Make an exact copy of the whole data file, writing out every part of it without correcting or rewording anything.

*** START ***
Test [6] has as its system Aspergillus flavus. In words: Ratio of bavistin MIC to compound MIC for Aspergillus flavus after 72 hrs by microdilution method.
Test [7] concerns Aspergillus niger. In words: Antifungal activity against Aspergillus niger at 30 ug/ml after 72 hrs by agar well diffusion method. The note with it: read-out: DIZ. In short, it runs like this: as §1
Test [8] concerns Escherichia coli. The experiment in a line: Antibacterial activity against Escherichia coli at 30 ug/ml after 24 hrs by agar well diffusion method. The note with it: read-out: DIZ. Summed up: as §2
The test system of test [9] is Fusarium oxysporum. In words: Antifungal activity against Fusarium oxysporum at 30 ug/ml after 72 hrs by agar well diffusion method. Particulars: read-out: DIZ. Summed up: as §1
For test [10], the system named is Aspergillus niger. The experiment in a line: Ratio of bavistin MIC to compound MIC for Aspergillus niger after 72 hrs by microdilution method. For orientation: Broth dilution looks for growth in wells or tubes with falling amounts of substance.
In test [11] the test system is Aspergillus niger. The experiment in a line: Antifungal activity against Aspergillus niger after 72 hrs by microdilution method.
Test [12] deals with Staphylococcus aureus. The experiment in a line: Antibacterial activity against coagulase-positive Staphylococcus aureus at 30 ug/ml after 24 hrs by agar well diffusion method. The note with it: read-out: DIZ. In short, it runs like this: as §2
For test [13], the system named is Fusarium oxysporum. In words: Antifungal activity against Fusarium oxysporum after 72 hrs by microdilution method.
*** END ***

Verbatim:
Test [6] has as its system Aspergillus flavus. In words: Ratio of bavistin MIC to compound MIC for Aspergillus flavus after 72 hrs by microdilution method.
Test [7] concerns Aspergillus niger. In words: Antifungal activity against Aspergillus niger at 30 ug/ml after 72 hrs by agar well diffusion method. The note with it: read-out: DIZ. In short, it runs like this: as §1
Test [8] concerns Escherichia coli. The experiment in a line: Antibacterial activity against Escherichia coli at 30 ug/ml after 24 hrs by agar well diffusion method. The note with it: read-out: DIZ. Summed up: as §2
The test system of test [9] is Fusarium oxysporum. In words: Antifungal activity against Fusarium oxysporum at 30 ug/ml after 72 hrs by agar well diffusion method. Particulars: read-out: DIZ. Summed up: as §1
For test [10], the system named is Aspergillus niger. The experiment in a line: Ratio of bavistin MIC to compound MIC for Aspergillus niger after 72 hrs by microdilution method. For orientation: Broth dilution looks for growth in wells or tubes with falling amounts of substance.
In test [11] the test system is Aspergillus niger. The experiment in a line: Antifungal activity against Aspergillus niger after 72 hrs by microdilution method.
Test [12] deals with Staphylococcus aureus. The experiment in a line: Antibacterial activity against coagulase-positive Staphylococcus aureus at 30 ug/ml after 24 hrs by agar well diffusion method. The note with it: read-out: DIZ. In short, it runs like this: as §2
For test [13], the system named is Fusarium oxysporum. In words: Antifungal activity against Fusarium oxysporum after 72 hrs by microdilution method.